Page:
Cultural Recovery in the 21st Century – A Review of The Foresight Principle by Richard A. Slaughter, Adamantine Studies on the 21st Century, Adamantine Press Limited, 1995, 232 pages.
We live in a world where the immediate struggles of basic survival have been eliminated for many of the earth’s inhabitants. Millions of ordinary people now possess material wealth undreamed of by kings just a century earlier. Yet, we find that the fulfilment and over fulfillment of basic material needs is not enough to bring personal satisfaction. No matter how much we have, something always seems to be lacking. Our peace is temporary and fragile, tension and violence abounds. In such a state of paradox, could there be a more important task for society (and the individuals within it) than the search for a better, more meaningful future?
It’s strange then, that the search for possible, alternative futures is one of the most slighted in the modern world. Few universities have departments dedicated to exploring the potential of futures studies. Those brave souls who venture into the field are often viewed as ‘academically suspect’ by their peers – as being either soft in the head, heart, or both. Politicians speaking for the future fare no better. Interest groups want to see the results of political support NOW, and it seems against the politician’s immediate interest to think too far beyond the next election, or campaign fundraiser. Many corporate executives have even less vision – planning only to the next quarter’s profit statement. This is doubly dangerous when coupled with the currently accepted corporate lack of public responsibility and accountability.
With such a situation, it is indeed refreshing to find a hint of sanity and fresh air in the 21st Century Studies series by Adamantine Press. Adamantine Press has taken the lead in an all-too-neglected area of publishing by searching the world for top future-oriented thinkers, and presenting their thoughts and visions in a clear, concise and unusually fascinating manner. I know it is academically unfashionable to take value-loaded positions and make statements such as, ‘this is a series everyone should be familiar with.’ I know that in a world full of hyperbole, where everyone seems to be overselling something and people too often appear to be walking commercials of insincerity, that blurbs such as, ‘Slaughter’s The Foresight Principle is a book everyone should read’ sound more like advertising copy than reality. Yet, what else can I say? – I believe these things. I know it is not politically correct to say ‘everyone’ these days, or ‘should’ – and certainly never together in the same sentence. But what could be more important for an advancing civilisation than to be filled with creative and motivated citizens?
Citizens who dream of more positive futures for all and then attempt to make those possible futures into realities? Adamantine and Slaughter not only ask these kinds of questions, but they attempt to help us get from here to there as well. And they do a mighty fine job of it, deserving of support.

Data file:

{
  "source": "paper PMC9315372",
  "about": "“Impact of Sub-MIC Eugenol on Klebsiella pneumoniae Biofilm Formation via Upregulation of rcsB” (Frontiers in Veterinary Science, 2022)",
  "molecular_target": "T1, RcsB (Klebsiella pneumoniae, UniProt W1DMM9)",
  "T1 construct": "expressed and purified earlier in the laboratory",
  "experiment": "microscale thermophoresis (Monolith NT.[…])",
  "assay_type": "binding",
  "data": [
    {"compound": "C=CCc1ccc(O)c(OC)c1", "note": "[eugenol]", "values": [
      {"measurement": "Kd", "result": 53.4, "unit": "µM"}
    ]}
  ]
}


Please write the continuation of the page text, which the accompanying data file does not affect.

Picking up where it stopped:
Slaughter’s The Foresight Principle is typical of the quality expected of this series. It is a wide-ranging text, covering subjects as diverse as megatrends, rationality, worldviews, fear, and wisdom all in an appropriately readable, yet scientific manner. I have studied many of the subjects Slaughter discusses and I find that he has done an excellent job of clarifying complicated subject matter (while retaining the important nuances) to the point where I would recommend his versions over some of the original theorists! His interpretation of instrumental rationality as the underlying cause of the modern problematique, for example, is short, concise, and right on target. One should not expect a one-sided diatribe against scientific, capitalist, industrialism, however, as Slaughter balances this critique with an appreciation for how useful instrumental rationality has been.
Slaughter is interested in changing worldviews. From our instrumental outlook to a wiser, more far sighted way of seeing reality. He argues that this is a natural perspective. We do it in constantly in everyday life. When we plan ahead for dinner, when we look before crossing a road. Why not make the same sort of plans and take similar precautions when looking ahead to our societal future? I guess you could call Slaughter’s book, a ‘how to’ book, in the best sense of the genre. Slaughter does not tell us how to empower ourselves, however, but rather suggests possible strategies of personal and societal empowerment. The most remarkable thing about Slaughter’s writing is that he cares. He is able to relate this attitude to the reader without sounding like a preacher on one hand or a doomsday prophet on the other. This is a rare ability.
Unfortunately, it is hard to convey the elegance and breadth of Slaughter’s writing in this review. It is an excellent book that not only policy makers and corporate leaders should read, but also teachers and students. It adequately surveys the field of futures studies while adding new insights and valuable personal advice. I find it always a pleasant surprise to pick up a book that delivers more than one expects. I expected a lot from Slaughter (as I do from other Adamantine Press books in this series) and was not disappointed.
For more information on Adamantine’s Studies on the 21st Century series or ordering information for Slaughter’s The Foresight Principle write to: Adamantine Press 3 Henrietta St Covent Garden London WC2E 8LU England
From: New Renaissance Vol 6 No 2, 1996.